Bolivia's Uyuni Salt Flats Hold Promise of Greener Future

The car we traveled in for 10 bone-rattling hours runs on gas, but if the story you're about to read comes true, one day fairly soon this car will be obsolete.

And that's why our ABC News team made the long, dusty and sometimes muddy trek through the Andes Mountains of Bolivia to one of the most remote places on earth, the Uyuni Salt Flats, a place that holds the promise of a greener future for the planet.

Salt FlatsPlay
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After hours of treeless mountain landscape, interrupted by the occasional llama herd, we arrive at the edge of the Salar de Uyuni. It sits two miles above sea level. It looks like a vast snow-covered lake, but the white surface stretching to the horizon in every direction is salt, not snow. These flats, covering 5,000 square miles, make up the largest salt lake in the world.

Watch "Nightline" THURSDAY at 11:35 p.m. ET to see the Uyuni Salt Flats

For generations desperately poor salt gatherers have worked in the blinding glare of this sea of white. It is a climate of harsh extremes: freezing at night, hot during the day. Most cover their faces with masks and protective glasses to avoid blindness and sunburn. It is back-breaking labor. For their efforts they earn a few dollars a day.

VIDEO: Lithium to for electric car batteries in BoliviaPlay
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CLICK HERE to see photos of Bolivia's Salt Flats

Apart from a few tourist hotels -- the most memorable ones built with blocks of salt -- this is one place the world has overlooked. But that is changing. Because on a distant shore of the salt flat, the Bolivian government is in the first phase of building what it hopes will be the largest lithium production plant in the world.

Lithium? It is the lightest metal on earth. We all have it around us at home and work. Lithium is what makes the batteries in our cell phones and laptops lighter and longer-lasting than the ones used a generation ago. But those lithium batteries contain barely an ounce of the metal. The new generation of electric cars that will come to market in the next few years, like the Chevy Volt, will also run on lithium batteries. But each car battery will need 25 to 30 pounds of lithium.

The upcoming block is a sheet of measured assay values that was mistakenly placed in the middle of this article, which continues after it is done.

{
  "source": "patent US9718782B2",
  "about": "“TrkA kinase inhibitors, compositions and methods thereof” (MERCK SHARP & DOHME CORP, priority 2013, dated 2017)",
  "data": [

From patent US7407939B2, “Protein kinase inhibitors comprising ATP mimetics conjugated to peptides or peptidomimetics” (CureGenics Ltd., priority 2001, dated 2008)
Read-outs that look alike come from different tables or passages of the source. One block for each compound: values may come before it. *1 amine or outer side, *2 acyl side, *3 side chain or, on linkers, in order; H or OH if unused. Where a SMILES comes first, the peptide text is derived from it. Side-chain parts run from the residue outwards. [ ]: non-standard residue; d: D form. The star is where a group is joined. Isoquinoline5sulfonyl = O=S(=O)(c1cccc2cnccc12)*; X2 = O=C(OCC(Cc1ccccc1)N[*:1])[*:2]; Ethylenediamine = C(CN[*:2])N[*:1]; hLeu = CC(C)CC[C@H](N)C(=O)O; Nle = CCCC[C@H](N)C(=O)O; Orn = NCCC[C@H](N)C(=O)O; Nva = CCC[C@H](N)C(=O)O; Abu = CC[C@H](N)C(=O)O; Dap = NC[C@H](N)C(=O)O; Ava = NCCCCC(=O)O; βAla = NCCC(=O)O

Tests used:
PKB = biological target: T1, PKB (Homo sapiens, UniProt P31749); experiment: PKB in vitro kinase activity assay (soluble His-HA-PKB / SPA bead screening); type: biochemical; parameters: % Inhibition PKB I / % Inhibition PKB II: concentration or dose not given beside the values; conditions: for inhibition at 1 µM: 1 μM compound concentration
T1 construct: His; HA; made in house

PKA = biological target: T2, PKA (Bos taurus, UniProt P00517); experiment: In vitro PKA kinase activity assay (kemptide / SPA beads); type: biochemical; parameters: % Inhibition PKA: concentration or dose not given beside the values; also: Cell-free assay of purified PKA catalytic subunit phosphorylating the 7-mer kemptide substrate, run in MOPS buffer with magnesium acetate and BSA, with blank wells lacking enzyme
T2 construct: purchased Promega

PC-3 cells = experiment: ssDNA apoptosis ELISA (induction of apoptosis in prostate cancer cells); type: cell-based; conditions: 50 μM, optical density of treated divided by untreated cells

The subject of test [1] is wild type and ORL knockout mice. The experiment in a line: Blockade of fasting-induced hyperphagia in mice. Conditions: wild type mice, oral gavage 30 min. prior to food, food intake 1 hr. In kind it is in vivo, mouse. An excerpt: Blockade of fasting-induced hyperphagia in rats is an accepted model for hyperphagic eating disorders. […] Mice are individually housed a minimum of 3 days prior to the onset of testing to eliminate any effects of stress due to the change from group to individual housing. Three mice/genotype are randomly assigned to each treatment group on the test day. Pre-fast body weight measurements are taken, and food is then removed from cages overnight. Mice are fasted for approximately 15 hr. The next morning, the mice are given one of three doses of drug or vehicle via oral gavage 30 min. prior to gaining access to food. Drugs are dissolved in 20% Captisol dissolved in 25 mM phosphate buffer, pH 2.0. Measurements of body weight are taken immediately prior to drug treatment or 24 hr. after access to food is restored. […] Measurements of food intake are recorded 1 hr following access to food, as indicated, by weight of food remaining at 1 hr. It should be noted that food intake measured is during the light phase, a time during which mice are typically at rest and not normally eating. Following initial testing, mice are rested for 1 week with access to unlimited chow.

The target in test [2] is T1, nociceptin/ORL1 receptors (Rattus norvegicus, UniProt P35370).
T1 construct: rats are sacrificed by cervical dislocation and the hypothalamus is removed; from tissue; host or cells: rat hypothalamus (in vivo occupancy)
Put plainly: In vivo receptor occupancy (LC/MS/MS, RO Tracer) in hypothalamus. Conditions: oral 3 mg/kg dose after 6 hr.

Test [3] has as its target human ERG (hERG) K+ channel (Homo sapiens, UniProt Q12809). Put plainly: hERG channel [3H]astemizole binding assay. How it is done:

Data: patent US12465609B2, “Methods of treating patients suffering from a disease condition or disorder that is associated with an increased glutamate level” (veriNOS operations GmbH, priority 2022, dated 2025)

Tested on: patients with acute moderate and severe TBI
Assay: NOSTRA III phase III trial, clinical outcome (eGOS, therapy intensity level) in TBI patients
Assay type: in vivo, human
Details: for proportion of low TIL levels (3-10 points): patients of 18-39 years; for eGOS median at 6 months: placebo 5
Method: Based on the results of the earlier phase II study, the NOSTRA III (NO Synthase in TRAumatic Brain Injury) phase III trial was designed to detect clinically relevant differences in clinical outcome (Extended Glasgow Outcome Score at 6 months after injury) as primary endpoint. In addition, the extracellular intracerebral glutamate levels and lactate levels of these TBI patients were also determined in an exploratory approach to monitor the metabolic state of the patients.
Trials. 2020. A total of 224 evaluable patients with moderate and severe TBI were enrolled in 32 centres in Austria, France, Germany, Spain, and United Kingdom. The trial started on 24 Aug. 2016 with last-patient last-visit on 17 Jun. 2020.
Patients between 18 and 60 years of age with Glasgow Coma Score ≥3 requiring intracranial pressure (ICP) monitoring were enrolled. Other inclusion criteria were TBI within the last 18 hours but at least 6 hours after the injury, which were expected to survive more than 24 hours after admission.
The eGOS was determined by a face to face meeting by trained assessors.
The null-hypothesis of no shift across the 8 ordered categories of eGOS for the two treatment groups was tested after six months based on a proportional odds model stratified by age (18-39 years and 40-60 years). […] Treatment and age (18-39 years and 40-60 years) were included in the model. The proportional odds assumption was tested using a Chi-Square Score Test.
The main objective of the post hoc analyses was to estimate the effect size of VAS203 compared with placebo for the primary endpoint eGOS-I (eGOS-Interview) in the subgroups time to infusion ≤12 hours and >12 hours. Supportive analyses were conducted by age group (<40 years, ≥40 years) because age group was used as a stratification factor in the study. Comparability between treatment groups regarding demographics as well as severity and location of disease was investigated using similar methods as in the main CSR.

Demand for lithium is expected to triple in the next 15 years, according to Matthew Nordan, president of Lux Research in New York, which tracks emerging technologies.

"There's no way that's going to be supplied without accessing Bolivia's reserves," Nordan said. "So in many ways an electric vehicle future -- what's envisioned by venture capitalists, by the Obama administration, by startup companies -- and batteries depends on Bolivia. Bolivia has the potential to be the Saudi Arabia of lithium."

It's estimated that the Uyuni Flats contain somewhere between 50 and 70 percent of the world's lithium reserves.

Bolivia's Bold Experiment: Lithium Extraction Plant in Testing Phase

"It's like a lake. A lake under the salt," said Belgian scientist Guilermo Roelants as we walked on the solid surface of the salt flats. Roelants is serving as a technical advisor to the Bolivian government on this project.

We squatted at a pool of water that has seeped to the surface. Roelants explained that the lithium is not in the hardened cap, it is a few feet below, in the vast sea of briny water underneath. "It's very special metal. It's not like traditional metals that you know. It's very soft metal. It's the lightest metal in the world."

Lithium is so light that it floats in water.

Project manager Marcelo Castro took us to the middle of the flats to see two small trial evaporation ponds. Extracting the lithium, he told us, is very simple: build huge evaporation ponds, pump up the briny water from below the salt crust and let the hot sun separate the lithium from the salts. The water evaporates at the rate of about an inch every four days, Castro explained. The process takes about two months.

Castro says he hopes to have the first production plant running by the end of the year -- a small test plant that will allow engineers to refine the process before the major production plant is built. As part of the first phase, evaporation ponds that cover six square miles will be built. For the production phase, ponds covering 60 square miles will be needed.

On the shore of the salt flats, construction of that first test plant is well underway. The science may be simple, but the site is not. The Uyuni Flats are so remote and so high that there is no electric power, no drinking water, no airport and only the most primitive of roads. Everything must be brought long distances.

Companies from around the world -- including Japan's Mitsubishi and South Korea's LG -- are eager to invest. But for now Bolivia is accepting only technical advice; the leftist government here is wary of foreign corporations. That is because for centuries this mountainous nation endowed with some of the richest resources on earth -- the largest silver mine in the world, an abundant supply of gas and oil -- has seen those resources taken by foreigners. What they have left behind is the poorest country in South America.

Castro said this venture is a chance for Bolivia to correct history. He told us this time Bolivia is determined to benefit from its natural riches.

While skeptics worry that the lithium project is too ambitious for a developing country like Bolivia, if the nation can successfully tap into its vast sea of salt, Bolivia could finally see some return from its riches, while offering the planet a path to the a greener future.